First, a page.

I was denied life insurance, what now?
Choosing the right life insurance policy can take a lot of time and effort. After doing your research, filling out paperwork, and answering all the medical questions, your application may be declined. In this article, we’ll discuss the main reasons insurers deny an application and the steps you can take to increase your chances of being approved.
When you apply for life insurance, you must honestly list any illnesses you currently have. The insurer may also require a medical examination by a doctor of their choosing including blood or urine tests.
If you have an existing illness, the insurer will likely ask for an APS (Attending Physician’s Statement). An APS is written by your physician or specialist and outlines how your chronic condition is being treated.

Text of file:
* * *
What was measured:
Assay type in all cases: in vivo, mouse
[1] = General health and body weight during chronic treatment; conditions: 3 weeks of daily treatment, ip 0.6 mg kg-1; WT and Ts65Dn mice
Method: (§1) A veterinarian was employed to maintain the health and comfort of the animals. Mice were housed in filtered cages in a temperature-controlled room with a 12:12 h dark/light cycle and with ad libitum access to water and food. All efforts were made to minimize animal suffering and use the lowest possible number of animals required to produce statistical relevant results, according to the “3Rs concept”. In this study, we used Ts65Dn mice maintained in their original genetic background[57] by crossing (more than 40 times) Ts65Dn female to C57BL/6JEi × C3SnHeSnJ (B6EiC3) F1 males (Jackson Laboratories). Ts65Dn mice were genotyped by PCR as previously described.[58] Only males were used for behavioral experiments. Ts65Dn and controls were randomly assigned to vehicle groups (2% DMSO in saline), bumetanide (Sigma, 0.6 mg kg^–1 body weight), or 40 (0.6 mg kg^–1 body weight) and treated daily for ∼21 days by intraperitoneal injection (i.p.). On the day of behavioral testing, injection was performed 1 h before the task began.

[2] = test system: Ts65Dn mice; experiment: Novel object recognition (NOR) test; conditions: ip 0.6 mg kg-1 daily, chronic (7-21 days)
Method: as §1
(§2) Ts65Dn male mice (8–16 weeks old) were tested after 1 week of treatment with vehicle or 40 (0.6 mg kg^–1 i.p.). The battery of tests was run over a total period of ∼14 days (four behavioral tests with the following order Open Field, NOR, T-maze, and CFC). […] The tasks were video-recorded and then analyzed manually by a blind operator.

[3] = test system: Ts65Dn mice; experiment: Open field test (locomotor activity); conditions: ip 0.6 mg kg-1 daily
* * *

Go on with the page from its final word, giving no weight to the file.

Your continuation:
Based upon this medical information, the insurer will decide if they can offer life insurance to you and may charge you higher premiums to cover your illness.
Certain lifestyle choices can increase your risk of dying, for example, smoking, heavy drinking, extreme sports, etc. Though most life insurance companies will still cover you, they’ll likely charge you a higher premium.
If your lifestyle choices are already starting to affect your health − for example, if you have developed lung cancer from smoking or liver disease from heavy drinking − then the insurer may reject your application outright.
It’s no surprise that the older you are, the riskier you are to insure. For this reason, the older you are at the time you apply for life insurance, the higher your premium is likely to be.